1. What is Acne?
Acne vulgaris is an inflammation of the sebaceous glands of the face, back, or other body regions, occurring most frequently in adolescents but often in adults as well. A combination of genetic and environmental factors is thought to be the cause. These include a given individual’s amount of sebaceous glands in the skin, hormone levels, skin sensitivity, emotional stress, and their diet’s glycemic index. A diet rich in high glycemic index foods, like sugary snacks, white bread, and milk, may contribute to acne. Diets with complex or low carbohydrates may help acne improve. Acne can be both physically and psychologically devastating to an individual, and may contribute to embarrassment, anxiety, and even depression. In addition, acne may leave scars that often burden an individual for life.
2. What Does Acne Look Like?
Acne may involve blackheads, whiteheads, red and inflamed pustules, nodules, or cysts, and primarily affects the face, chest, shoulders, back, and buttocks.
3. Who Does Acne Affect?
Acne is most common among males ages 14-19 and females ages 10-17 years, however, adult acne may begin from age 25 onwards. It is more severe in males than in females, and affects all races, but is less common among Asians and blacks. For most people, acne usually subsides by their thirties; however, some people continue to have acne into their forties and fifties.
4. What Causes Acne?
Acne is caused by a combination of multiple factors and events. The skin of the affected region is composed of thousands of small hair follicle units producing both seen and unseen hairs. Each hair unit has adjoining sebaceous glands that release sebum (oil), into the follicle (canal) where the hair leaves the epidermis. During puberty, menstruation, or other hormonally-fluctuating periods, the levels of sebaceous gland cells increase and sebaceous glands themselves enlarge, producing more sebum. This extra sebum, along with the hair shaft and free-floating sebaceous gland cells can produce a comedone (plug) in the follicle that blocks the pore opening. This causes further accumulation of sebum, on which bacteria can then grow. If the plug reaches the skin surface, it opens up and its contents react with oxygen and turn dark, appearing as a black comedone (blackhead). If it remains beneath the skin surface it stays fully plugged, and appears as a white comedone (whitehead). Bacterial products then stimulate the recruitment of cells of the immune system; this produces the red, inflamed bumps and swelling involved in acne. Occasionally, the walls of the follicle break and its contents leak below the epidermis, which provokes an even greater response and may lead to larger pimples, bumps, nodules, or cysts. Intense inflammation or rupture often leads to scarring.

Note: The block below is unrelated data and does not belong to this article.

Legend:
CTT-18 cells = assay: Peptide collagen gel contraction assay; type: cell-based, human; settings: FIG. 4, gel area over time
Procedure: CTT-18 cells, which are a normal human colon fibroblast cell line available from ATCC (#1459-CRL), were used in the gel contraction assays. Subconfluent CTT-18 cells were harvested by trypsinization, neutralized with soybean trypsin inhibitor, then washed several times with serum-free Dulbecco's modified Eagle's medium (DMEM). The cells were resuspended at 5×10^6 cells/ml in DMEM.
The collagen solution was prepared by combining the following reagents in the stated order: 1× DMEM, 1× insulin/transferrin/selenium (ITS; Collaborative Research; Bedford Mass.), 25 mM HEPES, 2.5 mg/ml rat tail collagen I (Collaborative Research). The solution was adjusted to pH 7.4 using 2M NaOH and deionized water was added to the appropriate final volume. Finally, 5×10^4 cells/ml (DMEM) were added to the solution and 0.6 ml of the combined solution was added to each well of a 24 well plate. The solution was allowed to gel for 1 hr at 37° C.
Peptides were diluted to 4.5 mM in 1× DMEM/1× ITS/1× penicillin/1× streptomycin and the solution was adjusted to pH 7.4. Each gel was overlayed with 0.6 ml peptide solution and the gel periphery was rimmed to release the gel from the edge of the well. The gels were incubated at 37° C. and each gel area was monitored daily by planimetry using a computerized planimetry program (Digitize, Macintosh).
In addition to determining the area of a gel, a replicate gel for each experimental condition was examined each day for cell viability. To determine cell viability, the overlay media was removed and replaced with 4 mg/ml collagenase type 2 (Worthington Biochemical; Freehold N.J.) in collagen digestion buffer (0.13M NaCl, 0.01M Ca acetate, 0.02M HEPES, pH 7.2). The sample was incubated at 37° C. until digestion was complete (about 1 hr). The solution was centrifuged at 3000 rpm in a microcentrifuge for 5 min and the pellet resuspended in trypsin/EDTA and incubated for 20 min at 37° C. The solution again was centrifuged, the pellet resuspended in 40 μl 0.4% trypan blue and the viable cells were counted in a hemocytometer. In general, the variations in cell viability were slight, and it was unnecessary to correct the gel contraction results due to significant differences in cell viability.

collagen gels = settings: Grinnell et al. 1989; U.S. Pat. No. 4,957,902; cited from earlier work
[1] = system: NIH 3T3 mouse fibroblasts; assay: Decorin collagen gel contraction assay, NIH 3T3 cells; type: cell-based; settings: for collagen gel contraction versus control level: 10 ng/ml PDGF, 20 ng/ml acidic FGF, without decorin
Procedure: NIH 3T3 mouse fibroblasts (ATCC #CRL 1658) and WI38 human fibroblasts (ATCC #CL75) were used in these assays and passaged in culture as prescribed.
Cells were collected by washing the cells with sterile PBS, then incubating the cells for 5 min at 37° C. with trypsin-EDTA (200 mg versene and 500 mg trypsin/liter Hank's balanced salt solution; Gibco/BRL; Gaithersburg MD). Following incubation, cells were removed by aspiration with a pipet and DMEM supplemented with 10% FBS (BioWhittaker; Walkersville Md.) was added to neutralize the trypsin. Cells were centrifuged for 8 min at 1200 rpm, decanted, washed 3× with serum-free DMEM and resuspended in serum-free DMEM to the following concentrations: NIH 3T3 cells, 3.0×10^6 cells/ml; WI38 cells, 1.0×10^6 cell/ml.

5. What Triggers Acne?
Many factors may trigger and exacerbate acne flares. Emotional stress has been shown to correspond with increased acne levels. In addition, an increase in androgen (male hormone) levels during puberty occurring in both males and females may cause sebaceous glands to enlarge and sebum levels and acne to increase. Similar hormonal changes such as pre-menstruation, pregnancy, or stopping birth control pills may also cause acne. Another very important factor is continued pressure on the skin, caused by sports helmets, equipment, tight collars, or by leaning the face on the hands or on a telephone (acne mechanica). Extensive exposure to grease from oily cosmetics, kitchens with fry vats, or other environmental sources may alter follicle cells to stick together and form acne plugs. New data also suggests a link between acne flares and high glycemic index diets (diets high in simple sugars and low in complex carbohydrates). Finally, rigorously scrubbing the skin, as well as squeezing or picking acne blemishes may significantly worsen acne flares. Things that do not cause acne include “dirty skin”, or sexual behaviors.
6. How Can My Acne Be Treated?
Acne is a very treatable condition. Providers at the Berman Skin Institute are committed to bringing every patient’s acne under control, and have a number of treatments available. For general acne flares, Photodynamic Therapy (PDT) has proven to be one of the most successful treatments. During PDT, a topical medicine is applied to the skin’s surface. After waiting a half hour or more, a blue light or laser beam is passed over the skin, activating the medicine. Once active, the medicine goes to work shrinking the sebaceous glands and killing off bacteria that cause acne. A series of treatments are usually performed. For black and white comedones, cysts, and large pustules, an aesthetician may perform gentle, surgical extractions to remove plugs and restore an environment in which the skin can heal without scarring. In certain cases topical or oral antibiotics are used often in combination with benzoyl peroxide gels and cleansers. Topical retinoids such as adapalene, tretinoin, tazorotene creams are effective in normalizing sebaceous cell growth as well as inhibiting inflammation, and may help decrease acne. Newer technologies in topical acne treatments, such as Aczone, can now treat acne without harshly irritating your skin like more traditional topical treatments used to do. Severe, cystic acne may be treated with oral retinoid medications. In addition, aestheticians may provide light glycolic acid and salicylic acid chemical peels, silk peels, or microdermabrasion to help loosen blackheads, exfoliate the outermost layer of skin, and stimulate collagen deep within the dermis to refresh and renew the skin. For more information on available treatments for acne, or to schedule a visit, please call and speak with a representative at the Berman Skin Institute.